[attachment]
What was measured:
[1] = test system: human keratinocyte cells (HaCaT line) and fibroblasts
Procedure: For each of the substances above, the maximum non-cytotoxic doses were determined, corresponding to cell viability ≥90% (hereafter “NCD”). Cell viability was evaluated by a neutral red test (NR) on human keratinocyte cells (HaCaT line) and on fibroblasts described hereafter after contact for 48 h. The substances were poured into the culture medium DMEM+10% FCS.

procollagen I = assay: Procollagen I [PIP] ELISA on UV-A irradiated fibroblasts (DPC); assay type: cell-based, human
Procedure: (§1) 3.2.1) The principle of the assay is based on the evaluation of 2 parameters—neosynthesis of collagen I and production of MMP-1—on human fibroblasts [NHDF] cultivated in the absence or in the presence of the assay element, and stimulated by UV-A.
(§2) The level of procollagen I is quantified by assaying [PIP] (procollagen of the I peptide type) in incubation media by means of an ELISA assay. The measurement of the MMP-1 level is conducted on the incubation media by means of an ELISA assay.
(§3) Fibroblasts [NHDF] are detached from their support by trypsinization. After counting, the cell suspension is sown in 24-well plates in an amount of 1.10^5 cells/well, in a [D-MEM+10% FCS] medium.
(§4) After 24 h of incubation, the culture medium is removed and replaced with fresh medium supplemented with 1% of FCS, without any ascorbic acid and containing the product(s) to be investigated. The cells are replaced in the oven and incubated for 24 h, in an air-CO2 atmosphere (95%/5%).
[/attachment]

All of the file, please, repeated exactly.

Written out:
What was measured:
[1] = test system: human keratinocyte cells (HaCaT line) and fibroblasts
Procedure: For each of the substances above, the maximum non-cytotoxic doses were determined, corresponding to cell viability ≥90% (hereafter “NCD”). Cell viability was evaluated by a neutral red test (NR) on human keratinocyte cells (HaCaT line) and on fibroblasts described hereafter after contact for 48 h. The substances were poured into the culture medium DMEM+10% FCS.

procollagen I = assay: Procollagen I [PIP] ELISA on UV-A irradiated fibroblasts (DPC); assay type: cell-based, human
Procedure: (§1) 3.2.1) The principle of the assay is based on the evaluation of 2 parameters—neosynthesis of collagen I and production of MMP-1—on human fibroblasts [NHDF] cultivated in the absence or in the presence of the assay element, and stimulated by UV-A.
(§2) The level of procollagen I is quantified by assaying [PIP] (procollagen of the I peptide type) in incubation media by means of an ELISA assay. The measurement of the MMP-1 level is conducted on the incubation media by means of an ELISA assay.
(§3) Fibroblasts [NHDF] are detached from their support by trypsinization. After counting, the cell suspension is sown in 24-well plates in an amount of 1.10^5 cells/well, in a [D-MEM+10% FCS] medium.
(§4) After 24 h of incubation, the culture medium is removed and replaced with fresh medium supplemented with 1% of FCS, without any ascorbic acid and containing the product(s) to be investigated. The cells are replaced in the oven and incubated for 24 h, in an air-CO2 atmosphere (95%/5%).